Summitting the Direct Access Peak


Applying 7 steps toward sharing our diagnostic abilities!

By Lynn Steffes, PT, DPT

As a huge proponent of direct access in physical therapy I am stunned at how often some degree of direct access is available by law and accessible through many third-party payers and yet poorly exploited by both patients and physical therapists themselves.

I am convinced that one of a private practice’s greatest opportunities to continue to gain market share in your community lies in maximizing direct access. What are the underlying barriers to direct access? Many people believe that it might be law or third-party payment, but I think it is much more than that.

For five years, I have had doctor of physical therapy students in my home state of Wisconsin (which has been a direct access state for over a decade) survey individuals about their perceptions regarding physical therapy.

A few of the key questions have been related specifically to direct access.

  1. Can you seek services of a physical therapist without a physician referral?
    1a. If your response is “yes,” would you seek those services?

The trend over the past few years has been an increasing number of “yeses”—an awareness that direct access is possible. However, many report that they would not go directly to a physical therapist for fear that:

  1. Their insurance would not cover therapy without a physician referral.
  2. They believe that they must first visit their medical doctor to “determine what is wrong” or “to be given a diagnosis so the physical therapist knows what to do.”

Bottom line the survey says… I can see a physical therapist, but they cannot diagnose the problem. This is a huge barrier that we must overcome!

7 Simple Steps to start your climb

  1. Study your individual state’s direct access laws and develop policies that maximize your use of them.
  2. Study your top five third-party payers and know their specific policies of the need for referrals and develop policies that maximize them.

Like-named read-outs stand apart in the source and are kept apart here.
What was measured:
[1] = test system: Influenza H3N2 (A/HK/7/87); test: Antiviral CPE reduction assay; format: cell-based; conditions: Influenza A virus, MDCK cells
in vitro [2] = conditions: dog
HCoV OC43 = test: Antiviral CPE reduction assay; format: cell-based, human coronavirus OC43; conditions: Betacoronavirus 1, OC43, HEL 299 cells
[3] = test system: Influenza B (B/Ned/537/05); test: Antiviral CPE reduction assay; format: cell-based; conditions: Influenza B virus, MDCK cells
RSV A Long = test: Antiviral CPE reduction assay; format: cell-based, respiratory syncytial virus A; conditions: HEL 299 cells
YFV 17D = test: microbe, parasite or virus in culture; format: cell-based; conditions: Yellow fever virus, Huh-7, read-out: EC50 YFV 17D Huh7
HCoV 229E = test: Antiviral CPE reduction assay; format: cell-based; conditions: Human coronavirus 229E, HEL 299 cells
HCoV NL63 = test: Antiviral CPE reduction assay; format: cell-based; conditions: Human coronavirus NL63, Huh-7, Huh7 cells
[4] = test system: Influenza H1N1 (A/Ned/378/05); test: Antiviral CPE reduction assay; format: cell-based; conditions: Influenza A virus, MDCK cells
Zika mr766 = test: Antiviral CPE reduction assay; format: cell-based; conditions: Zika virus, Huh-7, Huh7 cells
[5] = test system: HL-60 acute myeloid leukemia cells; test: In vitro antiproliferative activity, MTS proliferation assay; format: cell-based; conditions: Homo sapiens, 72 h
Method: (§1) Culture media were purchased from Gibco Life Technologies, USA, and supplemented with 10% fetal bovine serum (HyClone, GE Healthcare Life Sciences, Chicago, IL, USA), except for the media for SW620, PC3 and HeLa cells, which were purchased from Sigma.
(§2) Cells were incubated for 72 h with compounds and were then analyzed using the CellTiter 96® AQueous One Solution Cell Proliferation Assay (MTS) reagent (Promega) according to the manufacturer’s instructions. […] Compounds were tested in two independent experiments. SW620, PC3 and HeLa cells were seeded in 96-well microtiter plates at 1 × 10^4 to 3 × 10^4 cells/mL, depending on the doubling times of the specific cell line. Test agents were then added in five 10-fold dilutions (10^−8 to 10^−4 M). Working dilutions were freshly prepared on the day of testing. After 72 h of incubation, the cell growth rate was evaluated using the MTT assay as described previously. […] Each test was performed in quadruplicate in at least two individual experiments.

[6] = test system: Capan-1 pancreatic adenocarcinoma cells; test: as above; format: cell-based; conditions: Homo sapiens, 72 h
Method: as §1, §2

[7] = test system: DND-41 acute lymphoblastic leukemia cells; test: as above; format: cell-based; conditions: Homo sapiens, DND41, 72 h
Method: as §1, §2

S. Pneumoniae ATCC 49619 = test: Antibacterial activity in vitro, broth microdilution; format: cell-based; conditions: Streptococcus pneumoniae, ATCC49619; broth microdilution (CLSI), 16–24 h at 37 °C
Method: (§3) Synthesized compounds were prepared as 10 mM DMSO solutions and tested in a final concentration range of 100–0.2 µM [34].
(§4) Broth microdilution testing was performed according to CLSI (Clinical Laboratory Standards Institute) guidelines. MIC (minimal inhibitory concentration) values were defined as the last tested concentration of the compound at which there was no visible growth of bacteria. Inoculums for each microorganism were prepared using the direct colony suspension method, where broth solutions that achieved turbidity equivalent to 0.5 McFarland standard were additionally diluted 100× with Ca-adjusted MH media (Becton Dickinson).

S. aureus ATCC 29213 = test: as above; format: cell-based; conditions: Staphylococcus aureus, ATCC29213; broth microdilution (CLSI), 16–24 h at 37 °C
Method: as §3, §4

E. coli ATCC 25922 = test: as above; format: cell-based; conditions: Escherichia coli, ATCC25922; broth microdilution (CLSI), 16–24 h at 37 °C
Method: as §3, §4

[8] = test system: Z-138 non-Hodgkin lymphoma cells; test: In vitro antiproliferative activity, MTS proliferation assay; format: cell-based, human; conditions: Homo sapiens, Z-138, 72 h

3. Script your entire team on the strongest direct access policy application. Focus first on your receptionists and anyone involved in the intake process.
  4. Create a simple direct access message and post it on your website, put it in your consumer collaterals, publish it in your patient welcome packet, and send it as a follow-up email reminder after discharge.
  5. Each time you call to verify benefits for a new patient, determine the specific direct access policy, and, if available immediately, educate your patients about its availability for their future care. Be sure to tell them that this applies also to their family members (and coworkers) who are on the same policy.
  6. Create a strong narrative approach to therapist’s history taking and examination—demonstrating that we are able to medically screen for red flags /other diagnoses and that we are capable diagnosticians without the costs and risks of imaging. Be certain that your patient understands that you would seek additional medical consult if needed—either during the evaluation or later in the course of care. Let them know that you will communicate with their physician or other health care team members with or without a referral as needed and agreed to by the patient.
  7. Reference your training and restate your ongoing assessment over the course of care and reemphasize direct access for additional care.

Begin your climb today!


Lynn Steffes, PT, DPT, is president and consultant of Steffes & Associates, a national rehabilitation consulting group focused on marketing and program development for private practices nationwide. She is an instructor in five physical therapy programs and has actively presented, consulted, and taught in 40 states. She can be reached at

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